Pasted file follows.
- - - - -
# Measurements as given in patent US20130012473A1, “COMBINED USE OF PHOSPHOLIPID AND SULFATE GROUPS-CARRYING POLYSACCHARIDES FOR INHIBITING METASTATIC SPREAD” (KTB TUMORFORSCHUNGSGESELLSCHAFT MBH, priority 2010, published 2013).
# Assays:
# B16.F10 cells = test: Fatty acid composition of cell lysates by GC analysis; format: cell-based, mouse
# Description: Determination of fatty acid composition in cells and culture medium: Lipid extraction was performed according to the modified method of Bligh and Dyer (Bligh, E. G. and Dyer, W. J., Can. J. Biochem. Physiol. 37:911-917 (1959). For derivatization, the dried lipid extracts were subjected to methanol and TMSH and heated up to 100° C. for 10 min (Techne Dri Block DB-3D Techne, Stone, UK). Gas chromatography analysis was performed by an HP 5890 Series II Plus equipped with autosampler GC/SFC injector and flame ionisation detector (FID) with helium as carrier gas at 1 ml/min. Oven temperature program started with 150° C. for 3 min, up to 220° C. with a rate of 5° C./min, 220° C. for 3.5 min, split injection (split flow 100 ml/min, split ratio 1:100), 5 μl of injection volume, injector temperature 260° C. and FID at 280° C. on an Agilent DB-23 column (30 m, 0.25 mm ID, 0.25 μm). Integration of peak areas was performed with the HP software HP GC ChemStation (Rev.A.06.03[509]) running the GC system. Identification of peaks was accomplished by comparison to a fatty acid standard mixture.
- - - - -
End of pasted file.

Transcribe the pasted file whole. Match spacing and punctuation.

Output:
# Measurements as given in patent US20130012473A1, “COMBINED USE OF PHOSPHOLIPID AND SULFATE GROUPS-CARRYING POLYSACCHARIDES FOR INHIBITING METASTATIC SPREAD” (KTB TUMORFORSCHUNGSGESELLSCHAFT MBH, priority 2010, published 2013).
# Assays:
# B16.F10 cells = test: Fatty acid composition of cell lysates by GC analysis; format: cell-based, mouse
# Description: Determination of fatty acid composition in cells and culture medium: Lipid extraction was performed according to the modified method of Bligh and Dyer (Bligh, E. G. and Dyer, W. J., Can. J. Biochem. Physiol. 37:911-917 (1959). For derivatization, the dried lipid extracts were subjected to methanol and TMSH and heated up to 100° C. for 10 min (Techne Dri Block DB-3D Techne, Stone, UK). Gas chromatography analysis was performed by an HP 5890 Series II Plus equipped with autosampler GC/SFC injector and flame ionisation detector (FID) with helium as carrier gas at 1 ml/min. Oven temperature program started with 150° C. for 3 min, up to 220° C. with a rate of 5° C./min, 220° C. for 3.5 min, split injection (split flow 100 ml/min, split ratio 1:100), 5 μl of injection volume, injector temperature 260° C. and FID at 280° C. on an Agilent DB-23 column (30 m, 0.25 mm ID, 0.25 μm). Integration of peak areas was performed with the HP software HP GC ChemStation (Rev.A.06.03[509]) running the GC system. Identification of peaks was accomplished by comparison to a fatty acid standard mixture.